Session Descriptions (2012)

Opening Remarks

Keynote. Derek Featherstone, Simply Accessible.

Accessibility as Innovation: Life on Mars. Elle Waters and Derek Featherstone.

Just as space exploration can drive innovation in scientific study, accessibility can be used as a powerful tool to create better design patterns for the Web. Inclusive design and responsive web design as complimentary concepts can inspire your UX team and empower the end-user. Elle and Derek will discuss the paradigm shift from compliance to cutting-edge at Humana, and they will demonstrate these principles using three examples from not-yet-published solutions for an upcoming enterprise redesign.

Audience Level: All

Accessibility for Silver Users. Eleanor Robinson.

Come learn about what “silver users” need to make their experiences better. This session will discuss the accessibility features and will cover the magnitude of the problem and how paying attention to their needs can help make web access, software, and mobile technologies better for all users.

An Introduction to Web Accessibility. Mark Sadecki.

This session presents an introduction to Web Accessibility, demonstrating practical examples and techniques that developers and content producers can use to make their websites more accessible. It includes an emphasis on why and how screen readers and other assistive technology interact and use the code that makes up the web. This session includes demonstrations of screen reading and magnification software and the experience of using them on popular websites. This session is appropriate for anyone who puts content or code on the web.

Audience Level: All

How to Build an Accessible Application. Dennis Lembree.

(Remote Skype session.) Dennis will explain how to use coding and design techniques to create an accessible website or web application.

Audience Level: Intermediate

Inclusive Games: How Developers Can Take Accessibility to New Heights. Johnny Richardson.

Gaming as an entertainment medium and culturally vital art form has seen a vast increase in the diversity of players in recent years. However, many gamers with special needs can have a difficult time finding pathways to enjoying it. In this session, I will discuss how AbleGamers and like forces are promoting and teaching ways of easily developing highly accessible gaming software, whereby disabled gamers have brand new outlets for everything from esteem-building escapism to social experiences. Furthermore, I will detail the methodologies that many developers are already using to do this, share their stories, and explain how and why they can do even better – opening their products to a major untapped market.

Quick Start to Captioning. Tole Khesin and CJ Johnson.

This session will cover the basics of captioning for accessible online video, including accessibility laws, best practices for creating captions, and the impact of HTML5 and emerging standards. We will also demonstrate the latest web technologies that take captioning to a whole new level.

Replacing the Computer Mouse. Franck Dernoncourt.

In a few months, the computer mouse will be half-a-century-old. It is known to have many drawbacks, the main ones being: loss of productivity due to constant switching between keyboard and mouse, health issues such as RSI, medical impossibility to use the mouse (broken or amputated arm), and unnatural human-computer interface like the keyboard. However, almost everybody still uses a computer mouse nowadays.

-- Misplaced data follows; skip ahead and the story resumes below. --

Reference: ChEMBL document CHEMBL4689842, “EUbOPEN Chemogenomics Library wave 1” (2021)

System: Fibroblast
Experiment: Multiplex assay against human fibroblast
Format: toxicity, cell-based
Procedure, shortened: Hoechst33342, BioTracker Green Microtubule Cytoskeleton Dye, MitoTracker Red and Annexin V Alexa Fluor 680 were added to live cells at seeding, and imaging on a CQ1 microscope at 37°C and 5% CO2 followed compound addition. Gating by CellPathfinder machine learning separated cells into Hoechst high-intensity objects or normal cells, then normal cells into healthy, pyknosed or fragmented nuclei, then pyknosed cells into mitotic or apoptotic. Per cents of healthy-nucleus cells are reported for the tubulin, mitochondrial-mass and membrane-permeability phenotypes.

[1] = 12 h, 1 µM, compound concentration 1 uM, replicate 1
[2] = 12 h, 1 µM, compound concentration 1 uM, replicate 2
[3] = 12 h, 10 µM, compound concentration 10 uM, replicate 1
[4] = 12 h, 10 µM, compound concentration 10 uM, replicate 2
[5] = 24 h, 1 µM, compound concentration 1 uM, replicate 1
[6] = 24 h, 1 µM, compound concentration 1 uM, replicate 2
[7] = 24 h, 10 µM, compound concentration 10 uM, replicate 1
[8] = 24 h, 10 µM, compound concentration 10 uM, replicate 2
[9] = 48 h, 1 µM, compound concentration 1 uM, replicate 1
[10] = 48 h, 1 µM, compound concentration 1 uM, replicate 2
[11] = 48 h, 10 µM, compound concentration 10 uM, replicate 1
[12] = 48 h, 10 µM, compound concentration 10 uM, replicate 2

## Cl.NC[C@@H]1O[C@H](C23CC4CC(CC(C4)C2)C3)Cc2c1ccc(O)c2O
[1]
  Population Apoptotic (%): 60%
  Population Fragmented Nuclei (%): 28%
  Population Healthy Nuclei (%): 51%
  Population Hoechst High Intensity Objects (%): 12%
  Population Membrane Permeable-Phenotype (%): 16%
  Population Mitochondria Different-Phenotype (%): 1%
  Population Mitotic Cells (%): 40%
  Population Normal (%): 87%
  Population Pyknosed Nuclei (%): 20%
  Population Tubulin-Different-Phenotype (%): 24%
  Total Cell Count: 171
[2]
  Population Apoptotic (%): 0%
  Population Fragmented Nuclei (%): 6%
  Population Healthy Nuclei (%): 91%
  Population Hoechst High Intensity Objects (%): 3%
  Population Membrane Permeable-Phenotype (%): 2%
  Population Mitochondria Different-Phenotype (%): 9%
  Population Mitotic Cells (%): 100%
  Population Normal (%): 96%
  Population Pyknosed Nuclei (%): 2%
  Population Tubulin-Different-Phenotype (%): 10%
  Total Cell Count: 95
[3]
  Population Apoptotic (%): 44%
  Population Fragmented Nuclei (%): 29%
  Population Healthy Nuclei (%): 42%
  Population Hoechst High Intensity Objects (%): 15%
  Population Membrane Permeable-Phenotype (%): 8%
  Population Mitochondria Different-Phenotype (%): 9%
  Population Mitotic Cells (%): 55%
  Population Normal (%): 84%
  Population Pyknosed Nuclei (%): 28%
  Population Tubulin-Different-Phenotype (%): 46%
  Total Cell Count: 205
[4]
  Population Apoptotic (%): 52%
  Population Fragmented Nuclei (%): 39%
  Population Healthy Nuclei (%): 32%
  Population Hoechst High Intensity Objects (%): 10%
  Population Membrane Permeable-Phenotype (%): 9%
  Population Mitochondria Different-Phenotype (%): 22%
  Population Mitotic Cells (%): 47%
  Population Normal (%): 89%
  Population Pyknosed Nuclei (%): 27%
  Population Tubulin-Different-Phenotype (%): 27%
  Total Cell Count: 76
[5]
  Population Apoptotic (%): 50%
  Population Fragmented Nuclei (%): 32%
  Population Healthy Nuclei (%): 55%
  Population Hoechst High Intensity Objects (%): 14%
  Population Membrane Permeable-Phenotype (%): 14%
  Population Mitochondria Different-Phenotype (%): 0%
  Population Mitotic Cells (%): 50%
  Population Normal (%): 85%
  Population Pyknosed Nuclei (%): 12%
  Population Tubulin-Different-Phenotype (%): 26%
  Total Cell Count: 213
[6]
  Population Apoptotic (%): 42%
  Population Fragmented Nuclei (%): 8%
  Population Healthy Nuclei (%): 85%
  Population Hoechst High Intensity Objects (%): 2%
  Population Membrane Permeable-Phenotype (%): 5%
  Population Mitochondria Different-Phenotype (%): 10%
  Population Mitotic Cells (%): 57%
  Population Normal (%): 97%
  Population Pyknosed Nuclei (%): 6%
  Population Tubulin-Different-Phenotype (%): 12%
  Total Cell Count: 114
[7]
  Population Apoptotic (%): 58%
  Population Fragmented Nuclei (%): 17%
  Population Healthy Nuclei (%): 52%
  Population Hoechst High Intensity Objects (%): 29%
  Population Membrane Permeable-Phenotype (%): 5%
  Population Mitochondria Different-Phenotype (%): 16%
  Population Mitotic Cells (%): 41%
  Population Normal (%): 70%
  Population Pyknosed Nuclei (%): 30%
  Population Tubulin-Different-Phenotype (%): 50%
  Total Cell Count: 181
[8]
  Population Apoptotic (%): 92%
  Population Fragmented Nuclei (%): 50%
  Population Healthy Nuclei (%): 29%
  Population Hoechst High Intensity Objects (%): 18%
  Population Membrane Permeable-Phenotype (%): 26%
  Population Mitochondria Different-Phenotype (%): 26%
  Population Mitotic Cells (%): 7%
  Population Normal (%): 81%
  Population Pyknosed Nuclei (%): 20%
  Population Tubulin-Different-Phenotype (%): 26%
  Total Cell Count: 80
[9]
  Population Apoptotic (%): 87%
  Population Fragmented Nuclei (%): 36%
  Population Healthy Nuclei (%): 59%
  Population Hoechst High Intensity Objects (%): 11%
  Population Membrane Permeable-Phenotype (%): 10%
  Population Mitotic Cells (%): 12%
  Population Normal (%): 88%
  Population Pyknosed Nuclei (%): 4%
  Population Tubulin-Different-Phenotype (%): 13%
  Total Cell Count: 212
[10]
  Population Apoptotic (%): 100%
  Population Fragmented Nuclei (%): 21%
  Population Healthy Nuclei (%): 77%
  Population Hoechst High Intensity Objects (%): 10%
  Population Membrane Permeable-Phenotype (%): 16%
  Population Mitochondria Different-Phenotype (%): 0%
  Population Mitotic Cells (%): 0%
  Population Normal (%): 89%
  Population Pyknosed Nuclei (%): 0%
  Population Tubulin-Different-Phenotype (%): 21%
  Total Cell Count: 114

In this presentation, we explore computer mouse alternatives. Our review shows that moving the mouse cursor can be done efficiently with the SmartNav device and mouse clicks can be emulated in many complementary ways. We believe that computer users can increase their productivity and their health by using those alternatives. Note that there are a few exceptions such as advanced users of graphics editing programs or FPS gamers, who will still be more efficient using a computer mouse.

Audience Level: Need to Learn

Understanding Resistance to Change: Web Accessibility in the Organization. Denis Boudreau.

Web accessibility calls for profound change management and cultural shifts. While organizations are beginning to adopt policies to abide by W3C accessibility guidelines, most people within these organizations tend to view the changes accessibility policies bring as something very threatening. Unbalancing the ecosystem of an organization inevitably brings resistance. For changes to be willfully accepted, people have to understand what it is they need to do and why it is they’re being asked to do it. Helping people view change as an opportunity rather than a threat is fundamental in turning them into allies. This session will cover organizational change basic principles and will show how they apply to Web accessibility.

Audience Level: All

Using to Predict Web Accessibility. Sina Bahram.

Some websites aren’t accessible to screen readers for a variety of reasons: images aren’t labeled, forms are hard to use, tables are used for layout instead of tabular data, and so on. AccessGrade is using an algorithm to help it learn how to recognize which sites are accessible and which aren’t. Sina, one of the two primary researchers for the project, will talk about how AccessGrade works and how you can use it.

Audience Level: All

What Can Be Tested and How: An Analysis of the Coverage Provided by Automated Testing Tools. Karl Groves.

Automated Testing Tools offer the lowest cost-per-defect in finding and tracking accessibility issues on websites and web-based applications. Their efficiency cannot be replaced by human effort. This session offers the results of an investigation into what automated testing tools can and cannot find, including an analysis of which WCAG Success Criterion can and cannot be tested automatically.

Audience Level: All